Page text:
BT's days as an all encompassing broadband business could soon be over after an Ofcom paper suggested that sweeping changes should be made to the way Openreach works.
Ofcom's tweaks would see the Openreach networking arm completely detached from the company's retail business in order to remove any chance of discrimination when services are provided to its competitors.
The review will look to address to issues concerning performance and is starting to collect views and evidence that will allow it to change future regulation. These relate to whether the current model should be retained, strengthened, Openreach completely separated from BT, or a method of deregulation to allow increased competition from the likes of Virgin Media and others.
In response to the news, BT chief executive Gavin Patterson told the BBC that it was a "mistake for the country as a whole" for there to be a debate over whether to split Openreach away from BT and pointed to the progress being made to bring fibre-optic broadband to large swathes of the UK.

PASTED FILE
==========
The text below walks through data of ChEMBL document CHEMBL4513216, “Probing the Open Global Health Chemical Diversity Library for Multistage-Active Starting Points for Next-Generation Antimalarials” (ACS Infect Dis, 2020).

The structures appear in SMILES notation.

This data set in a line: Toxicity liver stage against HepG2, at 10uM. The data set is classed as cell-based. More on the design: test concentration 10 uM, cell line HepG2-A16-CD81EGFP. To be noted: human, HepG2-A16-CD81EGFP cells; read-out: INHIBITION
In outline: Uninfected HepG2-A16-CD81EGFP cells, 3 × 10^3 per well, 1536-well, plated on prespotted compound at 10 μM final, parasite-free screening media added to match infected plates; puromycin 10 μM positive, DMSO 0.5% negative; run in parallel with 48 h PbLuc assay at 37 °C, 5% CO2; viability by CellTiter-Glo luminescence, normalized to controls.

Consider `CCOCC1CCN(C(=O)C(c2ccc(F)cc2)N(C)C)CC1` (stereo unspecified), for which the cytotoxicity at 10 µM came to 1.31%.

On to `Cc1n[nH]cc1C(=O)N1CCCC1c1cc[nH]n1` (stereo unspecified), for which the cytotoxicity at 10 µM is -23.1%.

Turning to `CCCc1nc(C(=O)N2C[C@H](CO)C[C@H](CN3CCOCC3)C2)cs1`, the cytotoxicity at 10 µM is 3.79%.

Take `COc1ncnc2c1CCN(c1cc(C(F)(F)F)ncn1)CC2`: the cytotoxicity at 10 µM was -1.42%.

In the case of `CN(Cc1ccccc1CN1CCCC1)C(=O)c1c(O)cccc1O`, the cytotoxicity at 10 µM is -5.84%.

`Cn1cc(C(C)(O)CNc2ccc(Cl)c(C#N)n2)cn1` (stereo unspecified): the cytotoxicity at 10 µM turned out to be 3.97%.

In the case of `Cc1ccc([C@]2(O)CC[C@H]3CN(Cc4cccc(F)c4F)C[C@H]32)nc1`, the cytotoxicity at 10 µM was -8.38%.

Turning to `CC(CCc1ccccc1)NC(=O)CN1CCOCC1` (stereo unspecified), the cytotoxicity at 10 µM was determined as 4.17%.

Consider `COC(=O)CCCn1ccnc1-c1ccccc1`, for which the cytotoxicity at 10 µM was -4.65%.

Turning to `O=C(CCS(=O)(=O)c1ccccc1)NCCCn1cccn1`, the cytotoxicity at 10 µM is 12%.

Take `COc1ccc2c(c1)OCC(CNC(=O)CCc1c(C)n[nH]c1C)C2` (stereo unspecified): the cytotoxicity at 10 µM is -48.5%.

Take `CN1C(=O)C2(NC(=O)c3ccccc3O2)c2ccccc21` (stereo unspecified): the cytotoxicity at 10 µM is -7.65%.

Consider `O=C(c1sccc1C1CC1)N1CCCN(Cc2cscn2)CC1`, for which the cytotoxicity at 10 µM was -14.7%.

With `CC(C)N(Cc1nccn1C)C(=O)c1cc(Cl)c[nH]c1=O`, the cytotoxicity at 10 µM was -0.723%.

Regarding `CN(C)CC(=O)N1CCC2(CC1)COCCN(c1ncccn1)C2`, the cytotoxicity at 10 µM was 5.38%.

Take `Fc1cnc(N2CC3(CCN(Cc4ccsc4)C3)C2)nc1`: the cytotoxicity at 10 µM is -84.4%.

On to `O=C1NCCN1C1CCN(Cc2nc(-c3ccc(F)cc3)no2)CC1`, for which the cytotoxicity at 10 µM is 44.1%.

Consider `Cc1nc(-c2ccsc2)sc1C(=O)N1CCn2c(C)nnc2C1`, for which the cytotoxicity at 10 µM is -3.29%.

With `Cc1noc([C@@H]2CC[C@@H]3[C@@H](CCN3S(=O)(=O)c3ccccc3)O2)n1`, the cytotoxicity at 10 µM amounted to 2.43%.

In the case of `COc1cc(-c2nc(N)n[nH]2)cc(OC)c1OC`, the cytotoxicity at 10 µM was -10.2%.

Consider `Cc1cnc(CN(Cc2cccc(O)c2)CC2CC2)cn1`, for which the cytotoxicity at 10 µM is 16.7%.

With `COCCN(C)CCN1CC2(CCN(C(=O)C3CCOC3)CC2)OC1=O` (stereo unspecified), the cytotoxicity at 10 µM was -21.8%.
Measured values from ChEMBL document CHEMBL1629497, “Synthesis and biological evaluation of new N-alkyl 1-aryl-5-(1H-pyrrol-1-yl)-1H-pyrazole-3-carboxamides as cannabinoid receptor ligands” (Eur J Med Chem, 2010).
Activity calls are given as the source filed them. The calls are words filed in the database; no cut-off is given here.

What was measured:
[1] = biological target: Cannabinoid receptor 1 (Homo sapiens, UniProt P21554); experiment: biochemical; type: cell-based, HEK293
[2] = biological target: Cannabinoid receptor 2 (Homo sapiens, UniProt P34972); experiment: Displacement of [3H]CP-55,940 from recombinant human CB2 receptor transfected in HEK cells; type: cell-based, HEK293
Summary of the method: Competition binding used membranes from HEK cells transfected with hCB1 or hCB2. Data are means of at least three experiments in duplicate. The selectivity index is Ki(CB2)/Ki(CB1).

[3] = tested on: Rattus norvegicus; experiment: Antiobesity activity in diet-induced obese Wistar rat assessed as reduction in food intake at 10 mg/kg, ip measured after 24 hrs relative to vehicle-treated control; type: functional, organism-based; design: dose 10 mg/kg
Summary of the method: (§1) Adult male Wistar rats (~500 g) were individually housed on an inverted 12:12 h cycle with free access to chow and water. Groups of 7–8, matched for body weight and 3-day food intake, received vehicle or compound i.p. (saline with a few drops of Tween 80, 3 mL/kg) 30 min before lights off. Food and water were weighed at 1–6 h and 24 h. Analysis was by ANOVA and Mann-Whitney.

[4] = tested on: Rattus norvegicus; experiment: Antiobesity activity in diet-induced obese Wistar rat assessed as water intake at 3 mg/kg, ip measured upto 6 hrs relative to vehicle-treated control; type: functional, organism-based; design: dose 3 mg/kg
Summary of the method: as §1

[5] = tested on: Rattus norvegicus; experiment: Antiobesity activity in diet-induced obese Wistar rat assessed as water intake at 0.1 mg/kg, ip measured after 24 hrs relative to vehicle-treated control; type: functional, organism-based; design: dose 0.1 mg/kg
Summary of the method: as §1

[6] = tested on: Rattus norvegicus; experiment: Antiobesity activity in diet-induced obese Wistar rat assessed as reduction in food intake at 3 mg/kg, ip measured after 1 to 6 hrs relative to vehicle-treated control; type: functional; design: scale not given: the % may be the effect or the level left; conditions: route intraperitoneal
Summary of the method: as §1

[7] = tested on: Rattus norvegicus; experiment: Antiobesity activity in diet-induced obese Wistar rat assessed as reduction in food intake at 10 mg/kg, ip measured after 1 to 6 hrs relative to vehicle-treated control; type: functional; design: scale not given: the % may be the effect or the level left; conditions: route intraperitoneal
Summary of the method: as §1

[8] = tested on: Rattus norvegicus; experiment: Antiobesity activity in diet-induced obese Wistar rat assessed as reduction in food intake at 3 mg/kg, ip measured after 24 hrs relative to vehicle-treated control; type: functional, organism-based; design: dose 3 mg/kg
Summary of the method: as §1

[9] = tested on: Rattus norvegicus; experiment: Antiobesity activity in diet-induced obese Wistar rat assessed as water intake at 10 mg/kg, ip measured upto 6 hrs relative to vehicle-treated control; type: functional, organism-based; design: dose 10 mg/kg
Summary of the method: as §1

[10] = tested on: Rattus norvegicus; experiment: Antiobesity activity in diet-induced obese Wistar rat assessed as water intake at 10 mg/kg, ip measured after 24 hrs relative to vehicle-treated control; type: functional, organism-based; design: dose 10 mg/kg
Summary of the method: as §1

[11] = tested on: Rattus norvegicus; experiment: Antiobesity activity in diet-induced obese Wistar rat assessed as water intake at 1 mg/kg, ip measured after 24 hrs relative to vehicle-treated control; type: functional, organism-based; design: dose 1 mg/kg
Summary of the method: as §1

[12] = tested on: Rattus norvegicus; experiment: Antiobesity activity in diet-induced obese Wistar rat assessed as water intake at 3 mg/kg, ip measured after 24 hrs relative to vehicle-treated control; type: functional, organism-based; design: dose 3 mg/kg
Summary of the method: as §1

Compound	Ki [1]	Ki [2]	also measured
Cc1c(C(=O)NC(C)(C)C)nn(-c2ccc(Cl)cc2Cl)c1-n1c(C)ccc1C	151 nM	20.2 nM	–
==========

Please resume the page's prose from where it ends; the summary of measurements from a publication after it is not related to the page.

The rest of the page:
Big six months for BT
Ofcom has left the door open for evidence and responses to the current discussion document until October 8. That will eventually give way to a statement at the end of the year that will inform Ofcom's regulatory activities for the coming decade.
BT is also still waiting to hear back from the Government's Competition and Markets Authority on whether it can take over EE for £12.5 billion and provide a powerful quad-play service of TV, broadband, mobile and landline telephone.